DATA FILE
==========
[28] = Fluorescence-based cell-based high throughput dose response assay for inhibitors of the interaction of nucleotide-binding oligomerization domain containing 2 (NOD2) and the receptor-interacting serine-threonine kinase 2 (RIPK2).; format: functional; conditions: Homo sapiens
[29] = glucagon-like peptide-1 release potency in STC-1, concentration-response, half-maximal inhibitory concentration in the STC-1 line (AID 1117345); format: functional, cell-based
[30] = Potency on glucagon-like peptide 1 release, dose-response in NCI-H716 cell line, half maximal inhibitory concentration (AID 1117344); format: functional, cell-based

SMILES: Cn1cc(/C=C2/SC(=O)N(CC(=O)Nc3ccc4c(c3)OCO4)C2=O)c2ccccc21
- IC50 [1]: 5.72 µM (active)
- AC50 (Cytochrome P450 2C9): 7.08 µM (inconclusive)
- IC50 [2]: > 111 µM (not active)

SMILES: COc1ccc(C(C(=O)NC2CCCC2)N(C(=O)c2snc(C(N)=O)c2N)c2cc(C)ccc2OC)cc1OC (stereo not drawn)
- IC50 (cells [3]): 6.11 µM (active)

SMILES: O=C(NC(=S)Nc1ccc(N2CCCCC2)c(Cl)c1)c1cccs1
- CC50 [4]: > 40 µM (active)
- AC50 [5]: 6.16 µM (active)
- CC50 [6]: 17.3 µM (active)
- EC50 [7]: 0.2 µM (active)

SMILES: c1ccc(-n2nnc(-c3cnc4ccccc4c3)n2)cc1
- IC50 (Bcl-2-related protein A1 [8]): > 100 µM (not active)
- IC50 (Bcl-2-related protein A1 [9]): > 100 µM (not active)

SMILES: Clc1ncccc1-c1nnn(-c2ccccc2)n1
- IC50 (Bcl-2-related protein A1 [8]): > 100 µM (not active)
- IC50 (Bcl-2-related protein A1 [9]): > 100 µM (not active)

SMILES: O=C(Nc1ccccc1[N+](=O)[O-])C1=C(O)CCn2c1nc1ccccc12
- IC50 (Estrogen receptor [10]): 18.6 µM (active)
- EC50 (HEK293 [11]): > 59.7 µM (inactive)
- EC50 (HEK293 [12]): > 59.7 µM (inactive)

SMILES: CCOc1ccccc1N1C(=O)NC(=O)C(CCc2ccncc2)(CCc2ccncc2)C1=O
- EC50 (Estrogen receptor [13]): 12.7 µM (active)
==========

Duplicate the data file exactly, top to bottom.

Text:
[28] = Fluorescence-based cell-based high throughput dose response assay for inhibitors of the interaction of nucleotide-binding oligomerization domain containing 2 (NOD2) and the receptor-interacting serine-threonine kinase 2 (RIPK2).; format: functional; conditions: Homo sapiens
[29] = glucagon-like peptide-1 release potency in STC-1, concentration-response, half-maximal inhibitory concentration in the STC-1 line (AID 1117345); format: functional, cell-based
[30] = Potency on glucagon-like peptide 1 release, dose-response in NCI-H716 cell line, half maximal inhibitory concentration (AID 1117344); format: functional, cell-based

SMILES: Cn1cc(/C=C2/SC(=O)N(CC(=O)Nc3ccc4c(c3)OCO4)C2=O)c2ccccc21
- IC50 [1]: 5.72 µM (active)
- AC50 (Cytochrome P450 2C9): 7.08 µM (inconclusive)
- IC50 [2]: > 111 µM (not active)

SMILES: COc1ccc(C(C(=O)NC2CCCC2)N(C(=O)c2snc(C(N)=O)c2N)c2cc(C)ccc2OC)cc1OC (stereo not drawn)
- IC50 (cells [3]): 6.11 µM (active)

SMILES: O=C(NC(=S)Nc1ccc(N2CCCCC2)c(Cl)c1)c1cccs1
- CC50 [4]: > 40 µM (active)
- AC50 [5]: 6.16 µM (active)
- CC50 [6]: 17.3 µM (active)
- EC50 [7]: 0.2 µM (active)

SMILES: c1ccc(-n2nnc(-c3cnc4ccccc4c3)n2)cc1
- IC50 (Bcl-2-related protein A1 [8]): > 100 µM (not active)
- IC50 (Bcl-2-related protein A1 [9]): > 100 µM (not active)

SMILES: Clc1ncccc1-c1nnn(-c2ccccc2)n1
- IC50 (Bcl-2-related protein A1 [8]): > 100 µM (not active)
- IC50 (Bcl-2-related protein A1 [9]): > 100 µM (not active)

SMILES: O=C(Nc1ccccc1[N+](=O)[O-])C1=C(O)CCn2c1nc1ccccc12
- IC50 (Estrogen receptor [10]): 18.6 µM (active)
- EC50 (HEK293 [11]): > 59.7 µM (inactive)
- EC50 (HEK293 [12]): > 59.7 µM (inactive)

SMILES: CCOc1ccccc1N1C(=O)NC(=O)C(CCc2ccncc2)(CCc2ccncc2)C1=O
- EC50 (Estrogen receptor [13]): 12.7 µM (active)